The Society was formed as kind of a private club for American and French officers who fought during the American Revolution. Enlisted men, militia members, and civilians couldn't join and member often passed to the first son, expect for a brief period when it was stopped to keep Washington happy. This, along with opinions from members that a republic couldn't work and the general population shouldn't have a say in running the country, caused people like Jefferson and Franklin to believe that the Society was plotting to establish a monarchy with Washington as king.
Naturally this didn't happen and later Jefferson and Franklin became honourary members of the Society. Members also played an important role in in the western expansion, getting plenty of land and riches along the way, so sure there was some back room benefits for members.
War is an ugly thing, but not the ugliest of things: the decayed and degraded state of moral and patriotic feeling which thinks that nothing is worth a war, is much worse...A man who has nothing which he is willing to fight for, nothing which he cares more about than he does about his personal safety, is a miserable creature who has no chance of being free, unless made and kept so by the exertions of better men than himself.
Firstly i'm fully aware of the Society of Cincinnati. however i will have sympathy with George Washington, and even if i come from London, there is no sour grapes, he was truly a great man of democracy, i really don't care he was a mason and involved in hermetic study, and indeed Washington DC has many alignments to Sirius and Alnilam, if there is corruption it happened after he died!
Firstly lets put you on a time capsule to the 18th century, George Washington went to good schools, indeed most universities at that time were mostly involved in "CLASSICAL STUDY", looking at history of the Romans and Greeks, look at below:-
I'm against empires and have great sympathy with George Washington in his fight against England and democracy for America against English Taxes!
I'm fed up with Bible Belt stuff, lets look how great he was!
Please have sympathy with him with his schooling....it was all Classical Education, when he was chosen to lead America, he looked for a role model in "Classical Education".....actually he found a great role model that he followed!
His role model was Lucius Quintus Cincinnatus, a great role model, both were farmers, both really didn't want to get involved in war, it was thrust on them, and when they won the war, they didn't become dictators, they left to become humble farmers again.....thats so good!!!!!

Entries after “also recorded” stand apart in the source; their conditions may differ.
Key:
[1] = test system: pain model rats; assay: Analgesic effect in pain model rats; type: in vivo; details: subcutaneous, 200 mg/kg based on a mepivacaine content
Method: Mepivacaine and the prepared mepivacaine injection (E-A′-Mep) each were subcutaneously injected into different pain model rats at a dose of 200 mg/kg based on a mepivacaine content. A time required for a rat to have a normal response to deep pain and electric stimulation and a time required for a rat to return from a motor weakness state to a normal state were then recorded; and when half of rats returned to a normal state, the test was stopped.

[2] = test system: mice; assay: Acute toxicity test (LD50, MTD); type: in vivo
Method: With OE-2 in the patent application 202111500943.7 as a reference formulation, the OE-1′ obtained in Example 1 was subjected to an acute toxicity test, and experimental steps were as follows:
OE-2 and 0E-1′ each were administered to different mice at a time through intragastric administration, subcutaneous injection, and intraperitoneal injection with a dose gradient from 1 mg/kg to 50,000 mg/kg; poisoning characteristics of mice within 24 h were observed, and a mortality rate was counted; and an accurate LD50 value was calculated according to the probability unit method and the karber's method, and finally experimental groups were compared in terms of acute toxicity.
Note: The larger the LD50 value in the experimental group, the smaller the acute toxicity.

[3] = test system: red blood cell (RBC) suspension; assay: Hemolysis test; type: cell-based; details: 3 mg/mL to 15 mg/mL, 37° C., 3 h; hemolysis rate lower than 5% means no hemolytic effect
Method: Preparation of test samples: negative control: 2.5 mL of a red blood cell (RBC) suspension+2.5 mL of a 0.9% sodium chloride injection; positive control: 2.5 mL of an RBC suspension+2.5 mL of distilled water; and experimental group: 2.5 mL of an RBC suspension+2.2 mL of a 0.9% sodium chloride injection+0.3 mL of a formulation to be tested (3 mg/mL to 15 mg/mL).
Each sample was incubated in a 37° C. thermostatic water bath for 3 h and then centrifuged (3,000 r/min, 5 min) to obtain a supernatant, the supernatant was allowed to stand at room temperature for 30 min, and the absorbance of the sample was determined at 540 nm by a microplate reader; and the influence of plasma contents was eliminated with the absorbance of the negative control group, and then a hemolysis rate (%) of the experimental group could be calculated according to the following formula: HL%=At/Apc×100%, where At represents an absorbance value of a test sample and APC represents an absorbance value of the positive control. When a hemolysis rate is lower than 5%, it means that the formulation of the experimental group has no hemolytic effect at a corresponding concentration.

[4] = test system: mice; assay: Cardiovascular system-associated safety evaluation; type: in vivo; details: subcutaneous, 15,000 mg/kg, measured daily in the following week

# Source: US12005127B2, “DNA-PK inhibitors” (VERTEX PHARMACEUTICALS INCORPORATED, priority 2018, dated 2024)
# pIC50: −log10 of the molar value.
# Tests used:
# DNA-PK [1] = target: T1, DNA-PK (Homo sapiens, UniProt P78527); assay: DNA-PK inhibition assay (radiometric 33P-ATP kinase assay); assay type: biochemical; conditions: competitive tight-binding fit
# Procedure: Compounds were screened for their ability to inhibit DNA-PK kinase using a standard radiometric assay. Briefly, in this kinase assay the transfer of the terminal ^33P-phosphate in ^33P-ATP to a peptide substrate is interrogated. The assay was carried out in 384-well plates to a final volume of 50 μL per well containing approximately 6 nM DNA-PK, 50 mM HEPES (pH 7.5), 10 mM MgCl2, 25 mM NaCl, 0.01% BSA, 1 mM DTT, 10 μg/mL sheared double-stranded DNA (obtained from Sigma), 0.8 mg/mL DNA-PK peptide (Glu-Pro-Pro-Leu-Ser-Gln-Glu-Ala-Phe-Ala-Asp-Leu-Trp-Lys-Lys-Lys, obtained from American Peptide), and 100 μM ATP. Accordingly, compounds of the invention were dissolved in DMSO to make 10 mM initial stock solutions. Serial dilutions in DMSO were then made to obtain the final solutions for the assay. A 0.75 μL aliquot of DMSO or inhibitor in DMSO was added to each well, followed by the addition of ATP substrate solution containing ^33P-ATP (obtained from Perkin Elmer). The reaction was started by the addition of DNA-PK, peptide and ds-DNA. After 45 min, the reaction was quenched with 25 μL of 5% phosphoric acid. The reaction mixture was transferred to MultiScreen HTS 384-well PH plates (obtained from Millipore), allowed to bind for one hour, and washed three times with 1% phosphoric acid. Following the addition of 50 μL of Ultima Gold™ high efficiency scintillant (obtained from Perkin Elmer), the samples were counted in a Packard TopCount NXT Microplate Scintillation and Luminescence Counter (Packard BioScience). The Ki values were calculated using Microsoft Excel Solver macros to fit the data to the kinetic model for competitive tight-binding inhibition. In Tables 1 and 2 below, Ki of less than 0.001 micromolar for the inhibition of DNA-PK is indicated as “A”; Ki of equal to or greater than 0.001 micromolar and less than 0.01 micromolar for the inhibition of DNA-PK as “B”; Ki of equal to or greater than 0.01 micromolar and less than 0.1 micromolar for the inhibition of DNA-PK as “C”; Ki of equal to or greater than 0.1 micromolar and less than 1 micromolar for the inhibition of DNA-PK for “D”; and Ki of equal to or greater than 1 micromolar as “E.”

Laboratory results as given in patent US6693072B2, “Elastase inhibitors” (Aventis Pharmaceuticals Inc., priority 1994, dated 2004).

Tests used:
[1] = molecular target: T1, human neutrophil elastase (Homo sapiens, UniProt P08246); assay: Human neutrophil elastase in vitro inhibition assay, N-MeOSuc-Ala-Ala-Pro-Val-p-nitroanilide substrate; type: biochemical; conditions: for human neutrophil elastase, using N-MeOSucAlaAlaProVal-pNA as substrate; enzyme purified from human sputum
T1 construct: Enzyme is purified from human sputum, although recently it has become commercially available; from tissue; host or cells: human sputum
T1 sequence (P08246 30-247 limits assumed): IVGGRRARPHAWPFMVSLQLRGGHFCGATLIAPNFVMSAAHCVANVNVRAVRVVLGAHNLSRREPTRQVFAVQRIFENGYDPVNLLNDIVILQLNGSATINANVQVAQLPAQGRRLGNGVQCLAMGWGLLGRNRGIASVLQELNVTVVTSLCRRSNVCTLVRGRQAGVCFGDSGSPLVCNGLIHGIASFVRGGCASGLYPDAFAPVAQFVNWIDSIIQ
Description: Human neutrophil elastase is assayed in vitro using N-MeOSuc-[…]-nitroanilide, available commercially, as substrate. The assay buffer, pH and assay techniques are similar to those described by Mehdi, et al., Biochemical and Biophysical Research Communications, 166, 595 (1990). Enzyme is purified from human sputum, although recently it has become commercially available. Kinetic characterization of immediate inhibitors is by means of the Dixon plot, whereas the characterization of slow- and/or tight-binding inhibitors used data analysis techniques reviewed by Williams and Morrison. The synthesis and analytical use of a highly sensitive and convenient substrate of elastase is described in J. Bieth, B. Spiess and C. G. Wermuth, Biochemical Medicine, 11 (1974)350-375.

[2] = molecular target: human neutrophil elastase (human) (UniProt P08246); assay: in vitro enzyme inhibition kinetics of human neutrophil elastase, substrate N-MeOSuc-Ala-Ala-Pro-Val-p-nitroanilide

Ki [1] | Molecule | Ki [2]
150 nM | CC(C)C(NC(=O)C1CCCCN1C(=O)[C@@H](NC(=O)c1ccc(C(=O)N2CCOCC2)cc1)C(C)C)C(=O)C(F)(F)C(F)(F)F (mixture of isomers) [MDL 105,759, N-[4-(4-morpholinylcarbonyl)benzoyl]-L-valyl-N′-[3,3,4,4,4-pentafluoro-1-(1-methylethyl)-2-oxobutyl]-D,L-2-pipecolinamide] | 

Lets look at the ancient model that Washington followed:-
Thanks for posting this topic. I'd like to see the article that you're referring to once it is posted on the net. I have been researching the Society of the Cincinnati, too, for the past couple of years since I started doing genealogy. I had a couple of family members who were original founding members of the society and, apparently, I still have distant cousins in my family tree who are members of it today. This group is probably one of the best-kept secrets in American history.
From everything I've read about the Society of the Cincinnati, it appears that it was formed (and still operates) as America's secret aristocracy. (They're the U.S. version of Downtown Abbey.) After the Revolution, many people believed that the experiment in democracy would fail and that the U.S. would devolve into a monarchy. The Society of the Cincinnati was set up to be the "American House of Lords" if that happened. As the most prominent, elite group of revolutionaries, they would be America's Earls, Dukes, Knights and Barons. That's why Thomas Jefferson detested the group.
You cannot join the Society of the Cincinnati; you're born into it. If your family did not receive an invitation more than 200 years ago you're basically out of luck. Like the European aristocracy, membership in the society is based on primogeniture. When one member of the group dies, his seat in the "American House of Lords" is passed to his eldest son and heir. Since the American democracy was successful, the Society of Cincinnati shifted gears and evolved into what is probably America's most exclusive "Old Boys Networks." Since the group's members and their families fancied themselves to be “aristocrats,” they would only marry into the other “aristocratic” and powerful families. That holds true even today. They remain a close-knit group of powerful, wealthy men who still wield a lot of influence in American politics and society. Throughout the group's history members have been congressmen, senators, governors, ambassadors, generals, and the titans of Wall Street. They have their fingers in just about everything and still have some pull.